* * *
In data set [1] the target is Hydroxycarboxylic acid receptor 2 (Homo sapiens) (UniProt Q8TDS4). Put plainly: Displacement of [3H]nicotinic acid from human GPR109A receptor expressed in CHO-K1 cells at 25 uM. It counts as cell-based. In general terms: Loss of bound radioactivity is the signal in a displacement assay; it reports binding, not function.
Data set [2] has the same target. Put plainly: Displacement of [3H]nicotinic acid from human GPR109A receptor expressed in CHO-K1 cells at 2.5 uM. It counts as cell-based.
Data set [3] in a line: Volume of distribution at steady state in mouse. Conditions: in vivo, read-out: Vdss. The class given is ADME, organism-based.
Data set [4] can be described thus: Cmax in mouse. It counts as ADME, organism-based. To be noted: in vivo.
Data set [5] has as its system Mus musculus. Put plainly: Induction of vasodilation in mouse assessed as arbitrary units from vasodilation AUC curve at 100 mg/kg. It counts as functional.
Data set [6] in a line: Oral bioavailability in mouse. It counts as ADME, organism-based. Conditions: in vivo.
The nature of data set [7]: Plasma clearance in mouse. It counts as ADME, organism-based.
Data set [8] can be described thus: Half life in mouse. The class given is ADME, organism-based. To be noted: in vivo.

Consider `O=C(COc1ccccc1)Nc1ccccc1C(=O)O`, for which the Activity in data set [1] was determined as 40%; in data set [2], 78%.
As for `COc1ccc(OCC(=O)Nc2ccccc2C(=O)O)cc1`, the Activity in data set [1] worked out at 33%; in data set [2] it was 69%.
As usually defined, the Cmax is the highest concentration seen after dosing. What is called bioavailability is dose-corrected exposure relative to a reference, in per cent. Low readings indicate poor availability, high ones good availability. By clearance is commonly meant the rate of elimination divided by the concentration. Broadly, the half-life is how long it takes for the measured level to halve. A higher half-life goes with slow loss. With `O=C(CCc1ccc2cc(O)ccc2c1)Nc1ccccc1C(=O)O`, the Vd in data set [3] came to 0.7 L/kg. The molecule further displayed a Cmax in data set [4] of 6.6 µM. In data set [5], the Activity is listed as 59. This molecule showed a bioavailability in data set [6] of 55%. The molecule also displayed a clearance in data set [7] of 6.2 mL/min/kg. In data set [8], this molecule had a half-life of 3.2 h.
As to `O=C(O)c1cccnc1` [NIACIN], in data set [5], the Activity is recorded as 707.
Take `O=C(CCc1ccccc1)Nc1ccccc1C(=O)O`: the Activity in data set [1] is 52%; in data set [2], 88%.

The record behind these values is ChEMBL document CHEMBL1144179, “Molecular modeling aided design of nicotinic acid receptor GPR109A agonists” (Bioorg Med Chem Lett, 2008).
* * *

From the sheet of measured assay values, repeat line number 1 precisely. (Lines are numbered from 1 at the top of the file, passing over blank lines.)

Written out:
In data set [1] the target is Hydroxycarboxylic acid receptor 2 (Homo sapiens) (UniProt Q8TDS4). Put plainly: Displacement of [3H]nicotinic acid from human GPR109A receptor expressed in CHO-K1 cells at 25 uM. It counts as cell-based. In general terms: Loss of bound radioactivity is the signal in a displacement assay; it reports binding, not function.